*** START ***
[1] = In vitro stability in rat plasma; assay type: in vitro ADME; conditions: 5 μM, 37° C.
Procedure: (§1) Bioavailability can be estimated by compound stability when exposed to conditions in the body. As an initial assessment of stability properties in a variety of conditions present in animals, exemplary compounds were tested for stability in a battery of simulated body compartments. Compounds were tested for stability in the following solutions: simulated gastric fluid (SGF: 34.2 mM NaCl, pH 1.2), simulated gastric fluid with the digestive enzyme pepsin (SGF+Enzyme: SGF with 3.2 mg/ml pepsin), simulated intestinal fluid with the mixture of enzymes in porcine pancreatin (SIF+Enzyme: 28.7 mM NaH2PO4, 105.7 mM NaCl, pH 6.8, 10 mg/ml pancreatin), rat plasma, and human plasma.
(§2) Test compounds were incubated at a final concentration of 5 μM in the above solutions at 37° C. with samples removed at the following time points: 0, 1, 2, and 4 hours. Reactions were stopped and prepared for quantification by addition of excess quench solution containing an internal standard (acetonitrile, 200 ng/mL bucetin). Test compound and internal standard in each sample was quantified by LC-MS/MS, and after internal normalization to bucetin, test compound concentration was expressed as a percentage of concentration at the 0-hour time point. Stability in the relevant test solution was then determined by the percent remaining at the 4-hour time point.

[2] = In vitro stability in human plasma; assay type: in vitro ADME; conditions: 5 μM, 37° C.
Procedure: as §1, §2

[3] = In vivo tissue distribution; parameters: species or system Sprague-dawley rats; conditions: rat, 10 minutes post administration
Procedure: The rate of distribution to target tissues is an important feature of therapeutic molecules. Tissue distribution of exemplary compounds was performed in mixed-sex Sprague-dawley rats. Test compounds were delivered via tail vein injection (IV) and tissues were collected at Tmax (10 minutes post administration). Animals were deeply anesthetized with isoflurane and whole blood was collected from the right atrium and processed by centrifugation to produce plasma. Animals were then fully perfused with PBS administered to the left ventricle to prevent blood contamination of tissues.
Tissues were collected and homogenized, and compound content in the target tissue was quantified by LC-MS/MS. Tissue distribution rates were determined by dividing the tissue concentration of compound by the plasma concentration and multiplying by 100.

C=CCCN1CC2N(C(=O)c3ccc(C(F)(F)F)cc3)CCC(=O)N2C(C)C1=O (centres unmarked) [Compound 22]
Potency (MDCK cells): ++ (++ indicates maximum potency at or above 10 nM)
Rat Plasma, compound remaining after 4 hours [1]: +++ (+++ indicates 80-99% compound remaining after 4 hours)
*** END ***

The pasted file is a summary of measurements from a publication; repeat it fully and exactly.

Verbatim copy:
[1] = In vitro stability in rat plasma; assay type: in vitro ADME; conditions: 5 μM, 37° C.
Procedure: (§1) Bioavailability can be estimated by compound stability when exposed to conditions in the body. As an initial assessment of stability properties in a variety of conditions present in animals, exemplary compounds were tested for stability in a battery of simulated body compartments. Compounds were tested for stability in the following solutions: simulated gastric fluid (SGF: 34.2 mM NaCl, pH 1.2), simulated gastric fluid with the digestive enzyme pepsin (SGF+Enzyme: SGF with 3.2 mg/ml pepsin), simulated intestinal fluid with the mixture of enzymes in porcine pancreatin (SIF+Enzyme: 28.7 mM NaH2PO4, 105.7 mM NaCl, pH 6.8, 10 mg/ml pancreatin), rat plasma, and human plasma.
(§2) Test compounds were incubated at a final concentration of 5 μM in the above solutions at 37° C. with samples removed at the following time points: 0, 1, 2, and 4 hours. Reactions were stopped and prepared for quantification by addition of excess quench solution containing an internal standard (acetonitrile, 200 ng/mL bucetin). Test compound and internal standard in each sample was quantified by LC-MS/MS, and after internal normalization to bucetin, test compound concentration was expressed as a percentage of concentration at the 0-hour time point. Stability in the relevant test solution was then determined by the percent remaining at the 4-hour time point.

[2] = In vitro stability in human plasma; assay type: in vitro ADME; conditions: 5 μM, 37° C.
Procedure: as §1, §2

[3] = In vivo tissue distribution; parameters: species or system Sprague-dawley rats; conditions: rat, 10 minutes post administration
Procedure: The rate of distribution to target tissues is an important feature of therapeutic molecules. Tissue distribution of exemplary compounds was performed in mixed-sex Sprague-dawley rats. Test compounds were delivered via tail vein injection (IV) and tissues were collected at Tmax (10 minutes post administration). Animals were deeply anesthetized with isoflurane and whole blood was collected from the right atrium and processed by centrifugation to produce plasma. Animals were then fully perfused with PBS administered to the left ventricle to prevent blood contamination of tissues.
Tissues were collected and homogenized, and compound content in the target tissue was quantified by LC-MS/MS. Tissue distribution rates were determined by dividing the tissue concentration of compound by the plasma concentration and multiplying by 100.

C=CCCN1CC2N(C(=O)c3ccc(C(F)(F)F)cc3)CCC(=O)N2C(C)C1=O (centres unmarked) [Compound 22]
Potency (MDCK cells): ++ (++ indicates maximum potency at or above 10 nM)
Rat Plasma, compound remaining after 4 hours [1]: +++ (+++ indicates 80-99% compound remaining after 4 hours)